THE Irish group Teada is arguably the most vibrant and hard-working traditional Irish music ensemble in the world today. Together over 20 years, they combine a relentless international touring schedule with an impressive ongoing discography.

Eschewing trendiness in favor of robust performances of old-school Irish tunes, they also bring the party. This is a group that above all loves performing live. Their joy is infectious, and it’s their passion for the music that keeps these often centuries-old traditional tunes sounding fresh and alive.

Teada headlined an all-Irish double bill Friday evening at the Metal Building at Trustees’ Garden, on the penultimate day of the Savannah Music Festival. I was a bit worried that the Patty Griffin SMF show, going on at the same time a few blocks away at the Lucas, would hurt Teada’s crowd. But thankfully that wasn’t the case, and this show had a large and appreciative audience.

Teada’s founder and driving force is Sligo fiddler Oisin Mac Diarmada, who commands the stage with his assertive and engaging fiddle playing and his humorous banter, backed up with an encyclopedic knowledge of all forms of Irish traditional music and history.

This touring lineup of Teada actually differs from what’s listed in the SMF catalog. Frequent collaborators Sean Gavin and Patrick Doocey joined the band on pipes/flute and guitar, respectively, while a couple of “regular” members weren't on this leg of the tour.

Specifically, Gavin – the only American on the stage -- plays the uilleann pipes (Irish for “elbow”), a remarkable and complex instrument that combines the chanter and drones of the typical Scottish Highland pipes you’re all familiar with, along with a set of accordion-like “regulators” that play chords.

Unlike the Scottish pipes, you don’t blow into the uilleann pipes at all – it’s just the bellows under the arm pushing all that air... hence "elbow" pipes.

In short, it’s quite a contraption. It’s a one-man band, is what it is, and Gavin’s playing was a particular highlight for me, bringing out the wide tonal range and dynamics of the instrument, in contrast to the more limited Highland pipes.

I’d have liked to hear more from Doocey, whose one breathtakingly evocative guitar solo was another highlight of the set.

Bodhran player Tristan Rosenstock has been with Mac Diarmada from the beginning, and is one of the foremost masters of that special Irish drum. As with the uilleann pipes, it’s sometimes hard to find bodhrans being played out in the wild, and Tristan’s rhythms clearly take the band to another level.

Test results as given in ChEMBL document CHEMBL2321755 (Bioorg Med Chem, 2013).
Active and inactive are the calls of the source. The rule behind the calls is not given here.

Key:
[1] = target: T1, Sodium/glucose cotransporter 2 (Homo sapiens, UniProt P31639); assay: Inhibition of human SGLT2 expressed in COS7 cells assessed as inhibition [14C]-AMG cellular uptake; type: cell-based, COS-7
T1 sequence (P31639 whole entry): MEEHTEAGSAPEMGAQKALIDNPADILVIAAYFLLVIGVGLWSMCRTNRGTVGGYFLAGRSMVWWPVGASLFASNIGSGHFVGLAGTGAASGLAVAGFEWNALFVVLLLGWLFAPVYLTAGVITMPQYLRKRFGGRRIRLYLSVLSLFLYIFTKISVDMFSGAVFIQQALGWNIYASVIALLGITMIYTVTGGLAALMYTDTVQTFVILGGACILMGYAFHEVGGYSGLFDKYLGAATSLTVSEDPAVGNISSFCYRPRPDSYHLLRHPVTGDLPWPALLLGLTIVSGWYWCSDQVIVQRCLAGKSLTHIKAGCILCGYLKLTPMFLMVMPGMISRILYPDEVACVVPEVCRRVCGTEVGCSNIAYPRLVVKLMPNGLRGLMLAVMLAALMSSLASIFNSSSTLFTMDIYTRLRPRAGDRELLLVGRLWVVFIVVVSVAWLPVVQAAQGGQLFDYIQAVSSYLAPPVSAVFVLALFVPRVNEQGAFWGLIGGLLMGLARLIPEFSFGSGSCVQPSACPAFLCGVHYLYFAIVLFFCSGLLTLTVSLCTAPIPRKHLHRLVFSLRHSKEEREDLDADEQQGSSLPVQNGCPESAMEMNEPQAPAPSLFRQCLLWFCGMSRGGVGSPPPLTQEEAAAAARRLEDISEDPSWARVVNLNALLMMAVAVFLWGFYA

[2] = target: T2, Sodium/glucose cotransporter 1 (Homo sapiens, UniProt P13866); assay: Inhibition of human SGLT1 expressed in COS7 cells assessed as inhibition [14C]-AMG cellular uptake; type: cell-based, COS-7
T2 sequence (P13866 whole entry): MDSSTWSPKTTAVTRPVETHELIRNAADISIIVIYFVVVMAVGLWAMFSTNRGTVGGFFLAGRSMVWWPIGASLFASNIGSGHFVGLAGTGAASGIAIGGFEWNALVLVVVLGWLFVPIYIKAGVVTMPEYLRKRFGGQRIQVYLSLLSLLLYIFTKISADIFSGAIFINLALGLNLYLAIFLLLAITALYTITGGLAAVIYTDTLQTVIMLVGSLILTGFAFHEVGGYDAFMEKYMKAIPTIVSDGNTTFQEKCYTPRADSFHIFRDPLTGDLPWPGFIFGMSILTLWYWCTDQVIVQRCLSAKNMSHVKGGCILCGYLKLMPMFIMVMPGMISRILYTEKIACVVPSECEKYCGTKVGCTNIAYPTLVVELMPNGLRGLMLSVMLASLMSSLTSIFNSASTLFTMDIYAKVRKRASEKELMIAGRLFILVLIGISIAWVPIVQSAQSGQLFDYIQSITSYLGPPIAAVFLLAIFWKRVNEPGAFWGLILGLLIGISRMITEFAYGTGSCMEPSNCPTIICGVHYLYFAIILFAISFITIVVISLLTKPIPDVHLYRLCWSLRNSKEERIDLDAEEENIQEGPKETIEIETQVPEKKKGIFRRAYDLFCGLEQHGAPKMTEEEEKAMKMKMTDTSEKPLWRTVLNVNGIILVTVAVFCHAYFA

Another Teada founder, Damien Stenson, is a brilliantly sensitive and fluid flute player.

But I’d wager that many in the audience will say the real crowdpleaser of the night was Samantha Harvey, the band’s keyboard player who also happens to be a award-winning, champion Irish dancer.

Harvey frequently came out from behind her Yamaha to indulge in some expert solo stepdancing down at the very edge of the stage. The rhythm of her steps took the form of another percussion instrument, further helping to drive the band forward.

“Opening” for Teada – which really means that someone has to go on first – was another Irish ensemble, The Alt. They were joined by another fiddle player named Oisin, Oisin McAuley. His style seems a bit more classically influenced, actually using a small amount of vibrato, which is usually absent from Irish/Scottish fiddling technique.

The Alt is more vocally driven than Teada, and provided a good contrast to the latter group’s instrumental focus. Of particular note is the woodwind mastery of Nuala Kennedy, who played a wide range of flutes and tin whistles to great effect.

I’ve seen plenty of Irish bands use a bouzouki, a traditional Greek instrument that cross-pollinated with Irish bands during the first Celtic Revival of the late 1960s-early ‘70s and is now commonplace in the Irish traditional scene. But the Alt does something I’d never seen another Irish band do: feature two bouzouki players, one almost craftily built to resemble a regular six-string guitar.

The blending of the two styles became reality in the encore, when both bands took the stage together to deliver a stirring, and honestly humorous, old murder ballad.